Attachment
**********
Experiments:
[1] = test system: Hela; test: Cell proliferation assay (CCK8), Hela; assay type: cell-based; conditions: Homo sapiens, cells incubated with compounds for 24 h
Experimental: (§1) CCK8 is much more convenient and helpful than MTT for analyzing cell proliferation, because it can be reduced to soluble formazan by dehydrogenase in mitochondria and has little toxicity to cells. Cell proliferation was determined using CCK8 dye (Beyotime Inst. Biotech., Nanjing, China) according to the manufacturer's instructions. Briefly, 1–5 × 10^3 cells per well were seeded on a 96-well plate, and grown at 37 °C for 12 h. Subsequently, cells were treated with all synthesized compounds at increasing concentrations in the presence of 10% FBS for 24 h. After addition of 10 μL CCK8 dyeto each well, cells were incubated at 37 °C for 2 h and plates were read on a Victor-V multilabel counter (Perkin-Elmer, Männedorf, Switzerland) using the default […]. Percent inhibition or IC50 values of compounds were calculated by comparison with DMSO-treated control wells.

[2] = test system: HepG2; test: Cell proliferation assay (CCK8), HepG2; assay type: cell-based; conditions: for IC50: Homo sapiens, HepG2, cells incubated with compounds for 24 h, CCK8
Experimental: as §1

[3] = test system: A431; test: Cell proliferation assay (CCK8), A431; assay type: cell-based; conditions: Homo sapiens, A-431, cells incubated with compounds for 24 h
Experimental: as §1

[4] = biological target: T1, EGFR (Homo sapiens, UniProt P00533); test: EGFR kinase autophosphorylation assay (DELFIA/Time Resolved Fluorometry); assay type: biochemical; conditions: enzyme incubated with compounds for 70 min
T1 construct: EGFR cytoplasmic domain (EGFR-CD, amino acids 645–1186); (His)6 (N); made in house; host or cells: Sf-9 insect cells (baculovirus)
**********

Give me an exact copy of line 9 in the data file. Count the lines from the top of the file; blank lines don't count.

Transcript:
T1 construct: EGFR cytoplasmic domain (EGFR-CD, amino acids 645–1186); (His)6 (N); made in house; host or cells: Sf-9 insect cells (baculovirus)